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Wednesday, August 10, 2011

Autographs From The National - A Hockey Hall Of Famer

I know what I said.  I said no autographs.  I said I wasn't going to waste my time standing in long lines for hours on end waiting for a guy to sign something, hoping they don't quit before my turn.  But...An opportunity came my way that I couldn't pass up.  The events of the day resulted in my acquisition of two in-person autographs of important hockey figures.  The first one was a Hockey Hall of Famer.

Bill Gadsby, for those that are unaware, played in the 1940s, 50s and 60s.  He was elected to the Hall of Fame in 1970.  I will spare you the rote details of spewing out his story when it can be read from the source.  Check out a very good quick read biography about Bill over at the Hockey Hall Of Fame website

I will say this though, they don't build them like Bill anymore.  He played in an era where defensive minded hockey was key.  He was such a fierce competitor that he was willing to throw caution to the wind and sacrifice himself to protect his net.  At one point in his career, he was even better known for his broken bones, body scars, stitched up face, and various other injuries caused by his "reckless" yet effective play. 

Though he spent most of his NHL career with Chicago, he also played with the Rangers and retired with the Red Wings (even coaching them for one season).  He went out on top, too, leaving the game as the highest scoring defenseman and one of the only players to log 1,000 games (along with Gordie Howe). He also led the all-time points, games, and penalty minutes for defensemen at his retirement (and all time stitches at 600).  Unfortunately, despite all the hard work and 20+ years of service to a game he loved, he was never rewarded with a Cup.  He came close, but both teams he played on lost in the finals (once to Toronto, and another time to Montreal).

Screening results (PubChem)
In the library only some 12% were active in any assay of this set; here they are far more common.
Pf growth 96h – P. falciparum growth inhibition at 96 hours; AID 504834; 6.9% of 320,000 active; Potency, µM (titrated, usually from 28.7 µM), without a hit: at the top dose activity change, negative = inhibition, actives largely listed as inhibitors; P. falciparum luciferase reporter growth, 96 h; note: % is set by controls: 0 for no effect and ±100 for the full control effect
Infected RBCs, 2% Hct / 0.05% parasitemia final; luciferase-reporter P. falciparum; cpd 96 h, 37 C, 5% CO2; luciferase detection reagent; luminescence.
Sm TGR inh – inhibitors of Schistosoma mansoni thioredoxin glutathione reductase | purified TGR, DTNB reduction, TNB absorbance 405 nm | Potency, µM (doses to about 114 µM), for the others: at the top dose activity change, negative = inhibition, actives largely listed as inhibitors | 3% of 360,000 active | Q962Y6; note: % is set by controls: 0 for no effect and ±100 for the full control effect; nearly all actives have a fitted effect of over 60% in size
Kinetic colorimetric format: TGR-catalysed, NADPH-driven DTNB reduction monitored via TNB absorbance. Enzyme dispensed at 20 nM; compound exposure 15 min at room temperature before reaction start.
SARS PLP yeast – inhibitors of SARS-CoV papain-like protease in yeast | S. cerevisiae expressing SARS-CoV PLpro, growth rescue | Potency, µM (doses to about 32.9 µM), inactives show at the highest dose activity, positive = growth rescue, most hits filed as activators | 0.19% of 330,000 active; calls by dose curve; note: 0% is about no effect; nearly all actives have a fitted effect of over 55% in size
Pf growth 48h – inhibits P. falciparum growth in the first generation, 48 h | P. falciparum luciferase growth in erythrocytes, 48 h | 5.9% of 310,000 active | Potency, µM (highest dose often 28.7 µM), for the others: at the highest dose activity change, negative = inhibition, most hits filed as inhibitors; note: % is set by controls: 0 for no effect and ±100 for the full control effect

So I set out on my mission to find something for him to sign.  I must have walked around the entire floor of the National twice before I finally found someone that had something other than an 8x10.  There was a booth set up not too far from the autograph pavilion selling all sorts of memorabilia and display cases, including Detroit pucks.  I had to have one.  Next stop, find the autograph line. 

When I arrived, it was 10 minutes until signing time and there was a line of about 25 people or so in front of myself and Sal, from Puck Junk.  Or so I thought until I was informed that our line was actually behind the line to the right of us, which was also behind all the Super-Uber VIP ticket holders.  Essentially we went from 25 in line to about 200 in 9.6 seconds.  But it was definitely worth it for the experience of getting the autograph of a Hockey Hall of Famer.  Here is the awesome result.

The glare between the camera and the case sucks but the puck is fantastic.  I love how the old-timers take great care and effort in signing their names.  It makes for such a better experience knowing who signed and not needing a decoder ring to decipher someone's scribble.  Plus, he added the inscription without even being asked.  Very nice guy and a class act.

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